Sewing: A Hobby that Gives Back


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sewing machine

My very first sewing project was a quilt I made in college. A dear friend offered to teach me the process of quilting, so I could create a handmade Christmas gift for the guy I was dating. The quilt turned out surprisingly well and when the relationship ended a few months later, I found myself with a new hobby instead! Eventually, I learned . . . quilts are for keepers. I didn’t make another one until I was married to my husband.  

A Hobby is Born

When I was pregnant with my first son, I decided to shift my focus to making things I could use. The bandana-style baby bib was popular at the time so I learned how to work with snaps and made a dozen bibs. Later I noticed my bibs were really absorbent so I started making matching burp cloths.

Then I needed somewhere to store them all, so I learned how to work with interfacing and made my own fabric baskets. I was making more than I would ever use, so I gifted them to new mom friends.

Over the next few years, my sewing was mainly utilitarian. I reupholstered all of our outdoor furniture cushions (a project I’m still recovering from) and made a variety of household items like our dog kennel cover, splat mats for the kids, etc.

When we adopted our daughter, I did what I said I would NEVER do. I attempted clothing. To my surprise, that was when I truly caught the sewing bug. I have always enjoyed putting things together. I’m one of those people who like building IKEA furniture.

Hobby Turned Business

I realized making clothing was just like building furniture — I was just building textiles. I made bloomers, then bubbles, then rompers, and Jon Jons. My motto was “skies out, thighs out” and my two youngest wore bubbles I started taking special orders for friends and then friends of friends. My hobby turned into a side business.

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But then, COVID hit. Nobody was leaving their house, including me. There was nothing to sew. I was growing restless. I realized how much I needed my hobby. Like any good hobby, sewing has a purpose for me. It is equal parts fulfilling and stress relieving. It’s my outlet and the way I give back to others. And when I wasn’t sewing, I felt restless and a little bit useless.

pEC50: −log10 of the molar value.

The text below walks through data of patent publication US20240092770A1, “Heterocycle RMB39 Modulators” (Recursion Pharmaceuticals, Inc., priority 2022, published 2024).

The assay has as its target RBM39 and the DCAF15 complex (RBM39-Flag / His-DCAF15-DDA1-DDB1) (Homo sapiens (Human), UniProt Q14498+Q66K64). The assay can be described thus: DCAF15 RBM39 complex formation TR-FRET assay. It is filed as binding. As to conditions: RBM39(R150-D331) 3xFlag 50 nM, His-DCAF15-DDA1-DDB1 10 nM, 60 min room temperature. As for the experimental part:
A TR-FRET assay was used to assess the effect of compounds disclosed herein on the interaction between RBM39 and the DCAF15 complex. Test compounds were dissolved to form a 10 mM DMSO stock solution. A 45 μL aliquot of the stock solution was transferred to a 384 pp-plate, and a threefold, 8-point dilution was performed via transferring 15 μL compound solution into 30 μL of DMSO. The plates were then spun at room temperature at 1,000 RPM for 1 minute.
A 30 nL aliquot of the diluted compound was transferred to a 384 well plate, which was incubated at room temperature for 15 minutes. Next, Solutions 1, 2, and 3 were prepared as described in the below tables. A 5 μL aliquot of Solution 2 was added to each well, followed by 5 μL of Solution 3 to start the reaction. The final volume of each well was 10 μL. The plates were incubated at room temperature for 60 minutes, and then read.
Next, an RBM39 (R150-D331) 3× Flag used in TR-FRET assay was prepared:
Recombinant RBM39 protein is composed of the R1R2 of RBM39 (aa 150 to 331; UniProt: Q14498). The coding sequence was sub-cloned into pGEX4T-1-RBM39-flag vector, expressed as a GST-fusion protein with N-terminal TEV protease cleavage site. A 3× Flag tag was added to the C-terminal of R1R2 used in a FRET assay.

I started to think about what I could do during the pandemic that would make a positive impact. The obvious choice was to start making masks. 

About that time I came across a Facebook post from a speech therapist asking for help. She wondered if anyone could fashion a mask with a clear panel so her clients could see her mouth. Our middle son was nonverbal until the age of three and had been in speech therapy for most of his life.

The request really spoke to me. I knew I could come up with something to help. It was just another construction project in my mind. I got excited.

A woman holds fabric to make a mask for COVID.

I will spare you the novel, but long story short I made just more than 7,000 masks between April of 2020 and September of 2021. I’ve supplied clinics in almost every state, participated in a research study on the impact of small makers during the pandemic, and was interviewed for a book on female makers and social change. 

Sewing also helped provide for my family in a big way. Just as the pandemic hit, we were told our son was autistic. He was accepted to an incredible school, but it was expensive and we had no idea how we would pay for it. Then all of the sudden, there was a way with the success of the masks. It was a WILD, divine ride, and my little sewing hobby took us on it.

My mask orders finally started to calm down this past summer. I was looking forward to jumping back into more fun, personal projects until suddenly, I wasn’t. I didn’t feel like sewing.

Death and Rebirth of a Hobby

At first I thought it was because I had basically been sewing nonstop for the past year. But that wasn’t it. I wasn’t tired exactly — it was like a light went out. My husband came to me one day and said, “I think you might be suffering from some post-traumatic stress.”

Earlier that year our family had been through a traumatic experience, and I thought I was okay. But it was my hobby that indicated to me I was not.

I sought help, and within a few weeks of starting with a therapist, I noticed my creativity begin to come back like a little blade of grass growing in from a tiny ray of sunshine. It grew and grew.  

>> RELATED READ :: 10 Steps to Make a T-Shirt Quilt <<

Now that things are slowly returning to normal, I’m back to making children’s items, accessories, and doing some fun collaborations with fellow Fort Worth makers. I’ve also started sewing clothing for myself. I love purchasing PDF patterns from small pattern designers because I always learn something new. Constructing a new pattern is just like cooking a new dish or reading a new book. There is always a new skill to learn or a different technique to try. I enjoy honing my craft and learning from other sewists.  

I’ve given a lot to my sewing hobby over the years, the last two in particular, and it’s given me so much more in return. The opportunity to create, build, learn, and serve others are just a few.

Sewing is also my mental health barometer, my “bucket filler” as my kids would say, and my favorite “me-time” activity.

There’s an old joke in the sewing community that I will leave you with. IYKYK: Yes, I sew. No, I won’t hem your pants.


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